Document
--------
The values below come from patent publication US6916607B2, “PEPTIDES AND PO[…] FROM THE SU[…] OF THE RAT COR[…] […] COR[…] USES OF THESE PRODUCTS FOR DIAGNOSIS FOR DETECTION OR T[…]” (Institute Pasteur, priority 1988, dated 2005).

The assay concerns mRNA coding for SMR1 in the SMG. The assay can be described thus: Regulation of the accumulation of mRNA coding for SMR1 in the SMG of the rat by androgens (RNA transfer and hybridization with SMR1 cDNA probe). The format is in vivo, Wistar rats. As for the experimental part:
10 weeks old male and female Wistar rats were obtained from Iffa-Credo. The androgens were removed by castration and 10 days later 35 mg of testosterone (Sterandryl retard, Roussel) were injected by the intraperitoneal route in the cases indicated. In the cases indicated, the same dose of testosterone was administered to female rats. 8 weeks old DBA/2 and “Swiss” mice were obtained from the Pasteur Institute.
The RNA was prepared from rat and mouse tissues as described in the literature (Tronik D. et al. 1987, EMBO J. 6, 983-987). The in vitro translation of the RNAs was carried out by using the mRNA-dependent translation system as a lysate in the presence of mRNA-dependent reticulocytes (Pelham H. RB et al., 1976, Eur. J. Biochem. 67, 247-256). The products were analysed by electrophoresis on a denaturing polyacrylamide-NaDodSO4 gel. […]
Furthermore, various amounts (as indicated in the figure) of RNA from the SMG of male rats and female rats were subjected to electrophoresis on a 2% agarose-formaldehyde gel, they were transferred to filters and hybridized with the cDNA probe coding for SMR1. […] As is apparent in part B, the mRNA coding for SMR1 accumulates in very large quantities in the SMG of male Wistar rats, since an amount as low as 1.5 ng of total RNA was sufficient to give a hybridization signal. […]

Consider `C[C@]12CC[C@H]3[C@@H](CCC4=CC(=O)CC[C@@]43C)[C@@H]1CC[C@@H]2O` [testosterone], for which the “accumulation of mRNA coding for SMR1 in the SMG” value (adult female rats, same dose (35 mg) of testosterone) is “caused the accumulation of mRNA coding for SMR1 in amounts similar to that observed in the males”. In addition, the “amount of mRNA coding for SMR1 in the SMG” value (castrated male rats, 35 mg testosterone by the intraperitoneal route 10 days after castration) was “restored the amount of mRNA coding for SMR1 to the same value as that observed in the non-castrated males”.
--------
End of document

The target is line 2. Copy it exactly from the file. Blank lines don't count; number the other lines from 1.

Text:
The assay concerns mRNA coding for SMR1 in the SMG. The assay can be described thus: Regulation of the accumulation of mRNA coding for SMR1 in the SMG of the rat by androgens (RNA transfer and hybridization with SMR1 cDNA probe). The format is in vivo, Wistar rats. As for the experimental part: